This 3rd-century mosaic comes from the excavations of a rural Roman villa in the municipality of Liria, where it occupied an important place in a reception room directly visible from the entrance or atrium. The scenes we see on the outer frame of the mosaic represent the twelve labours of Hercules, where the hero is characterised by his club and the lion's skin. The most striking aspect of this piece is its central scene, where Hercules is shown dressed in women's clothing and with feminine attributes related to weaving, next to a woman carrying his lion’s skin and club. This image depicts the myth of Hercules and Omphale, the queen of Lydia, whom the hero served as a slave for three years. Hercules' submission to the queen, which according to some classical authors was one of the most humiliating episodes in the hero's life, is represented by the exchange of clothing and attributes.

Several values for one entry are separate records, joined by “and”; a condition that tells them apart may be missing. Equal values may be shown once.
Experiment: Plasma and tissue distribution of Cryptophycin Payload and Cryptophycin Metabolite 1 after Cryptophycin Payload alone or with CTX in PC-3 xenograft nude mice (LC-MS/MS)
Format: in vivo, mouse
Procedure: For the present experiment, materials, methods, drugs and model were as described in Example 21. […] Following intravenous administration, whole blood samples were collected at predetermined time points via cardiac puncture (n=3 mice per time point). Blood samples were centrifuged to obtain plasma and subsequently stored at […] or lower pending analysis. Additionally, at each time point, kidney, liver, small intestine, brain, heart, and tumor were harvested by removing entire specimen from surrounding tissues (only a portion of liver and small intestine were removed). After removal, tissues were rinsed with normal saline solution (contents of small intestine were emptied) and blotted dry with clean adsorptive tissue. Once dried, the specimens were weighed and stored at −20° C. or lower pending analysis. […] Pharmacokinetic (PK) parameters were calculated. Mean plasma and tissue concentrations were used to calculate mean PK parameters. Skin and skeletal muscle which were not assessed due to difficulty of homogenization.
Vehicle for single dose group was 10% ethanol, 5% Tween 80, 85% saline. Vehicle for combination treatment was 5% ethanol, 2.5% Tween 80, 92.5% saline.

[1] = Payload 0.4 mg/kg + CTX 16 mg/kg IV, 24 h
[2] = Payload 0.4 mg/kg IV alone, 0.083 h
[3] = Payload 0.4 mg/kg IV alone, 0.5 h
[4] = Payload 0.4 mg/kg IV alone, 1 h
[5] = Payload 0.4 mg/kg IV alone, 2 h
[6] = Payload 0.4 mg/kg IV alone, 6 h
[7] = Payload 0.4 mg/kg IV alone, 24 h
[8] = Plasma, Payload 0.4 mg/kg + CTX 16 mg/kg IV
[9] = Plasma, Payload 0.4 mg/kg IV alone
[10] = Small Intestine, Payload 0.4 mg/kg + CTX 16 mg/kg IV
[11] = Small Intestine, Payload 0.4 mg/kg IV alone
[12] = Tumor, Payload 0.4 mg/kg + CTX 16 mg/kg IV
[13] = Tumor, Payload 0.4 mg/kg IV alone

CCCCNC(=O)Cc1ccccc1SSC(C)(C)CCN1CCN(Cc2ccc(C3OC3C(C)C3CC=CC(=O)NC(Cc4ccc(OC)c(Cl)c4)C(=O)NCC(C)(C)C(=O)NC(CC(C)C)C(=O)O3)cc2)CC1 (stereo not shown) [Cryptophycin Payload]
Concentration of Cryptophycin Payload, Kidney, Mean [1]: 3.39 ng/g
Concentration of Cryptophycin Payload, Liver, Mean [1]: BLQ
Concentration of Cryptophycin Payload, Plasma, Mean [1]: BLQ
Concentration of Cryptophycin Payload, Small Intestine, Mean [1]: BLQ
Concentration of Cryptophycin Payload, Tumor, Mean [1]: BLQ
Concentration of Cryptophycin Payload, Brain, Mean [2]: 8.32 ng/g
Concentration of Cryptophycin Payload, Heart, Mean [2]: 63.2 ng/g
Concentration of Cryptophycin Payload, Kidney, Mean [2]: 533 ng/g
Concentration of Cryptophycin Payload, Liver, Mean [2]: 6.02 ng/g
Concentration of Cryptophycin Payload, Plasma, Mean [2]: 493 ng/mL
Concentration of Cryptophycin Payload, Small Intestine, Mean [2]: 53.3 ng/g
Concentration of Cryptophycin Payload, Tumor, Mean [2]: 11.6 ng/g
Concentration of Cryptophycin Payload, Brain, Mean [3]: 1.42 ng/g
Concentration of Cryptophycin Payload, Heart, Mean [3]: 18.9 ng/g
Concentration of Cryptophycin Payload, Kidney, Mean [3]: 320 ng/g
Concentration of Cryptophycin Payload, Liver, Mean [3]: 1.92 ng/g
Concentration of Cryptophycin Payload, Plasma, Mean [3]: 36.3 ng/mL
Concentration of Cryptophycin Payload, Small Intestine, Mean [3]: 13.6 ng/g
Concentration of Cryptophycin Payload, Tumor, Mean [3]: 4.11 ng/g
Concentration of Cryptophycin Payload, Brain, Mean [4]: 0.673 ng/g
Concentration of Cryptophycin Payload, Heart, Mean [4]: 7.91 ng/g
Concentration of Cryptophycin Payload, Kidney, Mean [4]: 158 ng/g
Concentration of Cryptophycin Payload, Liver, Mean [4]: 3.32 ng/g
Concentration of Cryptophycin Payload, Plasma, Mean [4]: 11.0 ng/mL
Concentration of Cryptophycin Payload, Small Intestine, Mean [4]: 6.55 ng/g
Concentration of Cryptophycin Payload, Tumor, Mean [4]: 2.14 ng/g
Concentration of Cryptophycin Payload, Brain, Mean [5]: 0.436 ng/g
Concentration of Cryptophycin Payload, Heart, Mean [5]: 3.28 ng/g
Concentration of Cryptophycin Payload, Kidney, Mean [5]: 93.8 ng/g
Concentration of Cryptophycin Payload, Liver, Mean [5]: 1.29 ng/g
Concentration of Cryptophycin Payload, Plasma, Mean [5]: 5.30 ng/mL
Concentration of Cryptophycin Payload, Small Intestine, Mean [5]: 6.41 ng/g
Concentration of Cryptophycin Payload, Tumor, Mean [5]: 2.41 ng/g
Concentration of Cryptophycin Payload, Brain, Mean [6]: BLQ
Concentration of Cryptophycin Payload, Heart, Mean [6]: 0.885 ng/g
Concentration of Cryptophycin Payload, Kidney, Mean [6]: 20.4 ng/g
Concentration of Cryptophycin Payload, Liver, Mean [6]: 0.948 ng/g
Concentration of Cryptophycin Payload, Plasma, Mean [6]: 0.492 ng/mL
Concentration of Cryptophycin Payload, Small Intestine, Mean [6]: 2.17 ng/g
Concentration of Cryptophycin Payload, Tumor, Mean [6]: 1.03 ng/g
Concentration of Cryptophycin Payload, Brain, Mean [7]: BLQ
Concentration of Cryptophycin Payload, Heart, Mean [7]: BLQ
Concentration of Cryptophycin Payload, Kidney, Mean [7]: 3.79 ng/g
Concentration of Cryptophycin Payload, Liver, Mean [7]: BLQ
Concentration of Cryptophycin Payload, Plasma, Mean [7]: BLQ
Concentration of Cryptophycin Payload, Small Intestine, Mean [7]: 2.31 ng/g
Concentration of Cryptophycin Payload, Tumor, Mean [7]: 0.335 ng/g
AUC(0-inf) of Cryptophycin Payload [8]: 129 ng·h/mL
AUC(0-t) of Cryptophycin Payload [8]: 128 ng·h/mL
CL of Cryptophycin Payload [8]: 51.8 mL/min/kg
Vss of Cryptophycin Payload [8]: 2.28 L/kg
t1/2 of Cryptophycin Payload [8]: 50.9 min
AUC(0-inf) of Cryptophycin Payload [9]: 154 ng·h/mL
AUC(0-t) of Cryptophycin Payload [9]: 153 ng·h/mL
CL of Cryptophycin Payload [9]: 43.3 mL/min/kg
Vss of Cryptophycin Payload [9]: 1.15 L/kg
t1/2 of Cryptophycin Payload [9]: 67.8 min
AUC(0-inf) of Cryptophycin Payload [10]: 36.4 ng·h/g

It is striking that, in a place where the authority of the villa’s dominus (the male head of the household) was to be represented, the central theme chosen is one that subordinates the male hero to a woman. The combination of the labours of Hercules with a central motif of Omphale is in fact unique in Roman mosaics. Various theories attempt to explain this choice. One possibility is that this image was intended to make the dominus and his guests identify with the figure of the hero enjoying the pleasures of otium (leisure), and to invitee them to enjoy the banquet. Another theory suggests that the mosaic was in fact commissioned by a domina, a powerful matron who, through widowhood, orphanhood or a process of emancipatio, had acquired the status of villa owner and sought to represent her power through Omphale's dominion over Hercules. In any case, the dominus or domina of this villa considered that the representation of a cross-dressed hero would have been a perfectly appropriate image for a place of honour in their house.
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